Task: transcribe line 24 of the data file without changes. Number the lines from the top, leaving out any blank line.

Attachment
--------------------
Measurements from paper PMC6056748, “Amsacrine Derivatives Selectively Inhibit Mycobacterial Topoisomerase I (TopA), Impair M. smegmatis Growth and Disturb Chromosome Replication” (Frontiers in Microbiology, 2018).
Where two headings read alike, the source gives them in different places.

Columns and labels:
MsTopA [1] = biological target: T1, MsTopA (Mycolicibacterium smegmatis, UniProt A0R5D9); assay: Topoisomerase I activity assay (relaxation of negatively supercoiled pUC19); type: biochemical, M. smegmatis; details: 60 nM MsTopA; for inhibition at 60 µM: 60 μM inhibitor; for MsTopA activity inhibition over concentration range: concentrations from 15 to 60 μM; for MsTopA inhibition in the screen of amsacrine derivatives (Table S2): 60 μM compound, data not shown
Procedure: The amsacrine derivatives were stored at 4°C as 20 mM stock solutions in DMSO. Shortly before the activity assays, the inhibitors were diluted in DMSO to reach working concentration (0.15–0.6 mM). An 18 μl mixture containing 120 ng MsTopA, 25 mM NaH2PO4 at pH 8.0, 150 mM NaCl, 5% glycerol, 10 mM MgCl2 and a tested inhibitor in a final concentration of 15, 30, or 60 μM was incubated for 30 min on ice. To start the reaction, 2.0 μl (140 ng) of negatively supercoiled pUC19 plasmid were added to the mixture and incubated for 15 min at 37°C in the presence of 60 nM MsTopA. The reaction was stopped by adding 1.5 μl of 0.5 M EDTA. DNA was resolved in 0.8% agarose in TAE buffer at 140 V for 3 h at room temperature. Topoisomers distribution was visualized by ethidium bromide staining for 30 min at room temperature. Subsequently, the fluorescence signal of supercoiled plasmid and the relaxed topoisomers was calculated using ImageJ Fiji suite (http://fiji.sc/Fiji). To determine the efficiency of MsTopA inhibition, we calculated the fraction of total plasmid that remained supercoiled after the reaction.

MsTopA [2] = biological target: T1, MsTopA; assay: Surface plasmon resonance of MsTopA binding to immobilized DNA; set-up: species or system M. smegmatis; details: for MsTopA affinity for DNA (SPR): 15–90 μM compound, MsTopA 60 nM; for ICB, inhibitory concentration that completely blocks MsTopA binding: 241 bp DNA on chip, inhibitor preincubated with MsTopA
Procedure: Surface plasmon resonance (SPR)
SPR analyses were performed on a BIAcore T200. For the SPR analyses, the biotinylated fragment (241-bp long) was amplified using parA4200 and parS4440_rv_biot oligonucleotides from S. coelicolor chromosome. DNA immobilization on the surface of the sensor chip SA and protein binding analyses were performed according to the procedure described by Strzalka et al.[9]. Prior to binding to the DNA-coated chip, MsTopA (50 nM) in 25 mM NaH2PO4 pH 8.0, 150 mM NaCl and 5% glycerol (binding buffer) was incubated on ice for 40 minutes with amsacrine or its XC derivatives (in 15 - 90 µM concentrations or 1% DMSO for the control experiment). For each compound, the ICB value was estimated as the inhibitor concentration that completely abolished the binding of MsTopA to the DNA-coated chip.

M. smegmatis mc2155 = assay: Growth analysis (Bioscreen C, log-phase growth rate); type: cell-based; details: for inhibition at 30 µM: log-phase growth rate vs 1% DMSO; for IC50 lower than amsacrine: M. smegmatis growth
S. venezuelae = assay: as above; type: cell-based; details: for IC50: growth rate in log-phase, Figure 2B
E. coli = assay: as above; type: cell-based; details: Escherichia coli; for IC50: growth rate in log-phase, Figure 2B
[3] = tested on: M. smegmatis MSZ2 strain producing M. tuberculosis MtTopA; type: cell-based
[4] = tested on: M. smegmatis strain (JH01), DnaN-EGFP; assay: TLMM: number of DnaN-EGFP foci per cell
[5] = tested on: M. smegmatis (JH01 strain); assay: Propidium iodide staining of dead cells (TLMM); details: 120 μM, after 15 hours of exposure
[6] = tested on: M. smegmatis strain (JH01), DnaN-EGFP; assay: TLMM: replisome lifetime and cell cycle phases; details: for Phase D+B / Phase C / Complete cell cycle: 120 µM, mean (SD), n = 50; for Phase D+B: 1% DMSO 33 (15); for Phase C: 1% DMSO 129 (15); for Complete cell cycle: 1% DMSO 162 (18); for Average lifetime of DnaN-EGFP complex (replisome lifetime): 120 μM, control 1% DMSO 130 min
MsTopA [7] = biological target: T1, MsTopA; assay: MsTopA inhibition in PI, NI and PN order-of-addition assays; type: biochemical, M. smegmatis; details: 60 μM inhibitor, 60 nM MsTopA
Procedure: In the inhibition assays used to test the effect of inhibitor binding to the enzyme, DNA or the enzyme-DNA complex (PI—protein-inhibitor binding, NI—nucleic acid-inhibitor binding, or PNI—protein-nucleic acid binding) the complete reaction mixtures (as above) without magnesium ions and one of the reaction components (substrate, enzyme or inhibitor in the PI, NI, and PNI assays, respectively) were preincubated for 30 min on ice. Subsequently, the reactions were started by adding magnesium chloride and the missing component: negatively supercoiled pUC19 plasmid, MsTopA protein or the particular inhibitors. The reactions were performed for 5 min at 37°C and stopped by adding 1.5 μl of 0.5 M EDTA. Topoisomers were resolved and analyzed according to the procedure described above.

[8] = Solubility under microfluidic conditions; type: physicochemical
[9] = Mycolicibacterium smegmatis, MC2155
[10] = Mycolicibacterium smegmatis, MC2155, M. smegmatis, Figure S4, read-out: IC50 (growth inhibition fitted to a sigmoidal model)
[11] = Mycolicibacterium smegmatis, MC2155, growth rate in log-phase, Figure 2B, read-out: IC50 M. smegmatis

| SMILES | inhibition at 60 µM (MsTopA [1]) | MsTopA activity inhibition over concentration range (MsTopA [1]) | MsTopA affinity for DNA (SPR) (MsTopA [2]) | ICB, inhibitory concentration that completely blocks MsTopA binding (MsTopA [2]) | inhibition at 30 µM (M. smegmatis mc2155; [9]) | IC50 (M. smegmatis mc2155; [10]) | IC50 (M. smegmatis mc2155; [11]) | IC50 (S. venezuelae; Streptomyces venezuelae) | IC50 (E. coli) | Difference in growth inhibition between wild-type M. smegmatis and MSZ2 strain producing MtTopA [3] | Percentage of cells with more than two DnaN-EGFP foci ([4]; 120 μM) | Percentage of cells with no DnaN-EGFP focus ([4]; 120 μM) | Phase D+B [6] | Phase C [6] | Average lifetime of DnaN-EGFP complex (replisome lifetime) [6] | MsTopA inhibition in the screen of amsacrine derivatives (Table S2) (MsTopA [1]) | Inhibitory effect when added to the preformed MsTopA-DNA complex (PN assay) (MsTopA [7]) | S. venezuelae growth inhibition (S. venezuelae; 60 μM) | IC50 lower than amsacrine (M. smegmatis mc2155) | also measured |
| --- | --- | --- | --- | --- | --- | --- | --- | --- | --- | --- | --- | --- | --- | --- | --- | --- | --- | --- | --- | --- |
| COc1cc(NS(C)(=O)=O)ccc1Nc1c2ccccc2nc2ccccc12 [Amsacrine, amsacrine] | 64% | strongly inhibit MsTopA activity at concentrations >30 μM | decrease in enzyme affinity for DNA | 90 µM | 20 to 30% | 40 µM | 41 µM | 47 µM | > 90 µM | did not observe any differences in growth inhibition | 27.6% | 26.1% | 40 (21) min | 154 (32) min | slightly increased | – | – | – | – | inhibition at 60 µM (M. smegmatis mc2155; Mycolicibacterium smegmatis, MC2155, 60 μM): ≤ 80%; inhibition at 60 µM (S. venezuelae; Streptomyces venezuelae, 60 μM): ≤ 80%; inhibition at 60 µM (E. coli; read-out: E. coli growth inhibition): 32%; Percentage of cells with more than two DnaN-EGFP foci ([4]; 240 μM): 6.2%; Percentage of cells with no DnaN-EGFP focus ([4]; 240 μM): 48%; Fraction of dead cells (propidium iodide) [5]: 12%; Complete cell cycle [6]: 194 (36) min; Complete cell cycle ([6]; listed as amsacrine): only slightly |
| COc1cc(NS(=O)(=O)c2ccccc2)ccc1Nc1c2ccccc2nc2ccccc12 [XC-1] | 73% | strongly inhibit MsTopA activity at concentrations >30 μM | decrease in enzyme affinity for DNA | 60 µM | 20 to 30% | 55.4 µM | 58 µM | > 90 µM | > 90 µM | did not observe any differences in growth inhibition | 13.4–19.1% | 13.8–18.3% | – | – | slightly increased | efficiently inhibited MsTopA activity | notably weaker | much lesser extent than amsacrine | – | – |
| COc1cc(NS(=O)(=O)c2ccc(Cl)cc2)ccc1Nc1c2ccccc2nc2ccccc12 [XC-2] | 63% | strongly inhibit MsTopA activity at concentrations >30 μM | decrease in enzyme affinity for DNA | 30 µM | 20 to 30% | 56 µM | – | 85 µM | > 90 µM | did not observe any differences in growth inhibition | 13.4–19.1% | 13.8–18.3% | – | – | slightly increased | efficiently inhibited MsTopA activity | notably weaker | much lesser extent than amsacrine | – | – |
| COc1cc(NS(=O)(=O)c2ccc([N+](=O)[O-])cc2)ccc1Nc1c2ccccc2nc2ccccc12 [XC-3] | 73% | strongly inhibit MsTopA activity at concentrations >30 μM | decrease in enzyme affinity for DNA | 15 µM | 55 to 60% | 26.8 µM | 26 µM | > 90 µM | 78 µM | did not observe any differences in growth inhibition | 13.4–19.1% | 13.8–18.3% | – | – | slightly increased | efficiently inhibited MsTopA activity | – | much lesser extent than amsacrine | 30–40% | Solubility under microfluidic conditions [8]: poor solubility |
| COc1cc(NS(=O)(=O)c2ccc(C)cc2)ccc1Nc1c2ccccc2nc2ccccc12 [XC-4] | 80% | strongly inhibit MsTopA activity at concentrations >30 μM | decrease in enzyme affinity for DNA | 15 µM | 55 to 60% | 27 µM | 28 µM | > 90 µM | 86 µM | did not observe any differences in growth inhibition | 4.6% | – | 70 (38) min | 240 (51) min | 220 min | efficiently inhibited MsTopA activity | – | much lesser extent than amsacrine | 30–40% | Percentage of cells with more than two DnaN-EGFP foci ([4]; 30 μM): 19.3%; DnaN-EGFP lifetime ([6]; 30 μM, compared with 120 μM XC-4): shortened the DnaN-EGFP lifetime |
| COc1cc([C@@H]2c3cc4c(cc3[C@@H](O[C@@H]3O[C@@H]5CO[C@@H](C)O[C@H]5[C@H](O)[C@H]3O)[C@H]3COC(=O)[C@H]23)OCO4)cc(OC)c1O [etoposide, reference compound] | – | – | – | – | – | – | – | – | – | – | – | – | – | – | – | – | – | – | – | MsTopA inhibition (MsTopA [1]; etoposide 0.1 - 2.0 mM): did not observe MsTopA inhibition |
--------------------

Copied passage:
| COc1cc(NS(C)(=O)=O)ccc1Nc1c2ccccc2nc2ccccc12 [Amsacrine, amsacrine] | 64% | strongly inhibit MsTopA activity at concentrations >30 μM | decrease in enzyme affinity for DNA | 90 µM | 20 to 30% | 40 µM | 41 µM | 47 µM | > 90 µM | did not observe any differences in growth inhibition | 27.6% | 26.1% | 40 (21) min | 154 (32) min | slightly increased | – | – | – | – | inhibition at 60 µM (M. smegmatis mc2155; Mycolicibacterium smegmatis, MC2155, 60 μM): ≤ 80%; inhibition at 60 µM (S. venezuelae; Streptomyces venezuelae, 60 μM): ≤ 80%; inhibition at 60 µM (E. coli; read-out: E. coli growth inhibition): 32%; Percentage of cells with more than two DnaN-EGFP foci ([4]; 240 μM): 6.2%; Percentage of cells with no DnaN-EGFP focus ([4]; 240 μM): 48%; Fraction of dead cells (propidium iodide) [5]: 12%; Complete cell cycle [6]: 194 (36) min; Complete cell cycle ([6]; listed as amsacrine): only slightly |